Due to the ever-increasing prices of electricity on the market, we are starting to look for alternatives. Renewable energy sources seem to be a good alternative in relation to the currently constantly rising electricity prices. Is photovoltaic in Poland a good investment? To be short and blunt – we all know that PV gives us renewable electricity obtained from the sun for free. But how exactly does this whole system work in Poland?

How does the Photovoltaic work?

Solar panels consist of photovoltaic cells that convert solar energy into electricity. Each cell consists of a layer of semiconductor materials, such as silicon, that absorb sunlight and generate electricity. These currents are then collected and transmitted to the battery or directly to the electrical grid.  I believe that at this stage we do not need to go further into the technical aspect.  And for those who like to know more, I have provided a link below, for a more detailed description:

How does the Photovoltaic work?

How much does the Photovoltaic in Poland cost?

The cost of installing such an installation depends on the current power consumption and factors such as the type of panels, installation costs and location.  Let’s assume on average the annual energy demand of a house in the range of 4000 kWh (~330 kWh per month).  We are talking about statistical consumption in a Polish home, where the use of an induction kitchen is used instead of a gas one and where a TV is quite often on. In addition, we have a whole range of regular household appliances and electronics at our disposal. But I have not taken into consideration heating the house with a heat pump. I mention this to you, because heating the house with a pump significantly affects electricity consumption throughout the year.

Panel manufacturers recommend overstating the rated power of the installation by about 25-30%. Therefore, I will present here a cost estimate for a set with a rated power of 5 KWP, instead of 4 KWP as indicated by the annual consumption. The cost of setting up such an installation can range from 15 to even 30 thousand zlotys. It is worth noting here that PLN 20,000 should  be enough for you to set up an installation with a satisfactory quality-price ratio. However, this is still quite expensive, and such a final costs extends the payback period of the installation. This begs the question. Is there a chance to reduce the final cost?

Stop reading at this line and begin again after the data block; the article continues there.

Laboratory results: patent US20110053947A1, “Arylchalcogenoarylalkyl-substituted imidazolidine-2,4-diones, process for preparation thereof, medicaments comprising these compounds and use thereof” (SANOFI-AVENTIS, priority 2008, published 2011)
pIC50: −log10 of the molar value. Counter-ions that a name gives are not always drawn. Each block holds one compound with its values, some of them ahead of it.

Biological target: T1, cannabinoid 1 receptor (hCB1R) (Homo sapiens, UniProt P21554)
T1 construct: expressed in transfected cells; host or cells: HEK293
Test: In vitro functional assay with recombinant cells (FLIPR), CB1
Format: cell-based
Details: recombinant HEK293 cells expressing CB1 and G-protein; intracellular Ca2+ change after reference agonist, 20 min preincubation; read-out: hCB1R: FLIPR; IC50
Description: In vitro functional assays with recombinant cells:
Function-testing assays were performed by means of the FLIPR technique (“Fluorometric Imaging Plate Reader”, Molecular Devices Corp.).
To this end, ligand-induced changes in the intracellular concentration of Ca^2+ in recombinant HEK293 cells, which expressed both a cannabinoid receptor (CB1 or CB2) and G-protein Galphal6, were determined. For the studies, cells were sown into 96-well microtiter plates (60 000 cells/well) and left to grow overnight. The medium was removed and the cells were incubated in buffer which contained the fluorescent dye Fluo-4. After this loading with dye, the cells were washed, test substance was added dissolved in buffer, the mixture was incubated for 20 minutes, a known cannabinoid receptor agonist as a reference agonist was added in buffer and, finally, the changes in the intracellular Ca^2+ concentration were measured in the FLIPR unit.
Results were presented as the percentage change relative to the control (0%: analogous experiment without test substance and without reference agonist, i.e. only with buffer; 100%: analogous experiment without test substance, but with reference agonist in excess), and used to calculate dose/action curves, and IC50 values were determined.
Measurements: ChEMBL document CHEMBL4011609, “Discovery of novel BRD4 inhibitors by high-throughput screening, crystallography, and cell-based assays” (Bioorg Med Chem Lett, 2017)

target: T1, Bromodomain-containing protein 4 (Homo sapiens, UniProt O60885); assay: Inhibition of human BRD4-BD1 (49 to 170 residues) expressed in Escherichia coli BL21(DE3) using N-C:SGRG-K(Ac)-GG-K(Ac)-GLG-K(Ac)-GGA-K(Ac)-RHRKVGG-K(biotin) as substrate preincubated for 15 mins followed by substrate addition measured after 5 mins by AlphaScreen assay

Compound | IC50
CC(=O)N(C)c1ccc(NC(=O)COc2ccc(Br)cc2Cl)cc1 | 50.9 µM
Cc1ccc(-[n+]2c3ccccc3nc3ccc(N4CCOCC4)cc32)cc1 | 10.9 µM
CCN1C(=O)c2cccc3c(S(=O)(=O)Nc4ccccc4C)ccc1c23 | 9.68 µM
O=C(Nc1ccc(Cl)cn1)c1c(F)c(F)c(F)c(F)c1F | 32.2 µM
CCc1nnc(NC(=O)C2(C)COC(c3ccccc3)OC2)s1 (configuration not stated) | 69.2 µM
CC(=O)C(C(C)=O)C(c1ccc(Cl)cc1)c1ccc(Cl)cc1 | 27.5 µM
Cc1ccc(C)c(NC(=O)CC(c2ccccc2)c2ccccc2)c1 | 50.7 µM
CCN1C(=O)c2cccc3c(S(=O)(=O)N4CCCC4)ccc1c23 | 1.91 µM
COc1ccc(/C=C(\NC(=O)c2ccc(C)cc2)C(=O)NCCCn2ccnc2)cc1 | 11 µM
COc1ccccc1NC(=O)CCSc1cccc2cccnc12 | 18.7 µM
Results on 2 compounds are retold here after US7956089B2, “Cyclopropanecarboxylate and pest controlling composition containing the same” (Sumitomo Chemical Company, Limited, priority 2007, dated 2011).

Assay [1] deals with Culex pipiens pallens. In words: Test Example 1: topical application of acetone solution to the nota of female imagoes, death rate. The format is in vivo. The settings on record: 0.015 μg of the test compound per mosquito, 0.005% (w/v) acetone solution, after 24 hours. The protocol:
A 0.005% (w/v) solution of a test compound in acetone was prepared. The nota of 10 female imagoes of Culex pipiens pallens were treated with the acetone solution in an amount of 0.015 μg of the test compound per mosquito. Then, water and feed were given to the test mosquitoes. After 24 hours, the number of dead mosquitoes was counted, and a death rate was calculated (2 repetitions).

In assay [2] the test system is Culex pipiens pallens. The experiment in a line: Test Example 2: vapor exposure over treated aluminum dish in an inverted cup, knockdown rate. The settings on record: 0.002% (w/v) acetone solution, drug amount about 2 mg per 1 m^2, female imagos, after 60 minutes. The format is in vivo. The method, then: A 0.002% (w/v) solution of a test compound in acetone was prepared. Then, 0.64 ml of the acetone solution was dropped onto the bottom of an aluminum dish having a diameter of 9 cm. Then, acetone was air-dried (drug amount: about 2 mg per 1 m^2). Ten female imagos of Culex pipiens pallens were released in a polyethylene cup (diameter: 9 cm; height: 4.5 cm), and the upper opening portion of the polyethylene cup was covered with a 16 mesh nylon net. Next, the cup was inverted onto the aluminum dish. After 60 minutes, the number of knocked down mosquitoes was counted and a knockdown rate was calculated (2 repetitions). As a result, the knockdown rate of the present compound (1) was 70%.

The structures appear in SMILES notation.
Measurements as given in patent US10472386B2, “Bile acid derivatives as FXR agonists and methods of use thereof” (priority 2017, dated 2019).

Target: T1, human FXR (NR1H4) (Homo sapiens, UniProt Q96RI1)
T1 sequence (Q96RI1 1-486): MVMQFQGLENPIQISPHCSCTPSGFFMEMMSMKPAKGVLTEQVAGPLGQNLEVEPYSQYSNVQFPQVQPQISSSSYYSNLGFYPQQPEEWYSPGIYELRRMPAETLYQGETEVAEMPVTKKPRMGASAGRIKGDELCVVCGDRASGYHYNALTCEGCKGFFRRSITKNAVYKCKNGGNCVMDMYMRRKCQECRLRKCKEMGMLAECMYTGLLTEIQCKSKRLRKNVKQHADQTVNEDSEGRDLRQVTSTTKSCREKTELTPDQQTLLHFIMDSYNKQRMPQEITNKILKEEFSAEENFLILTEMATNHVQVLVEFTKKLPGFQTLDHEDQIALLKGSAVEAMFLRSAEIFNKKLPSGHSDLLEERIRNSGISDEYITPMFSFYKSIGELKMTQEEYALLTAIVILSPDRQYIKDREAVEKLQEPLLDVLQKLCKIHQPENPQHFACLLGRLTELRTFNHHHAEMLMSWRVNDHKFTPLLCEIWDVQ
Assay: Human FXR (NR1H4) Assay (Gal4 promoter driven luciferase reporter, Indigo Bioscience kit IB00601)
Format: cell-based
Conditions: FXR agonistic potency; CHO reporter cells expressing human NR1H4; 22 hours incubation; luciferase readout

Mój Prąd 4.0

This question will be answered by the “Mój Prąd” program, or rather its fourth edition. The co-financing covers photovoltaic installations, energy storage and energy management systems. The program is dedicated to households in Poland. Only domestic persons generating electricity for their own needs can become beneficiaries. You can apply  for the program even if you purchased the installation after February 1, 2020. This means that you can qualify for the costs already incurred for a photovoltaic installation. The fourth call for proposals started on 15 April 2022 and will last until 31 March 2023 or until the pool of funds is depleted. The program also covers energy storage, which I would like to mention in the next part of this article.

What are the co-financing amounts?

If you request for subsidy covering PV micro installation, then you can apply for co-financing amounts up to 50% of the costs, but not more than PLN 6 000. In case that you submit a PV micro installation with an additional element for co-financing, the amounts are changing for:

  • for PV micro-installations up to 50% of eligible costs not more than PLN 7 000;
  • for energy storage up to 50% of eligible costs not more than PLN 16 000;
  • for heat storage facilities up to 50% of eligible costs, not more than PLN 5 000;
  • for the EMS / HEMS system up to 50% of eligible costs not more than PLN 3 000;

This means that from the previously assumed amount of 20,000 for a PV installation, can be lowered to 14,000. The good news is that the remaining 14,000 can be tax deductible, giving you an additional 17% (on average) refund. This is another PLN 2380 less deducted from the investment amount, although returned only during the annual PIT settlement. Okay, but does it make sense to invest such an amount in solar panels? When will it even pay off?

Is the Photovoltaic in Poland profitable?

Let me start by referring to the chart with the market electricity prices in Poland since 2001. The chart comes from the “Wysokie Napięcie” portal, which professionally deals with the subject of energy in Poland.

Monthly wholesale prices for energy - Photovoltaic in Poland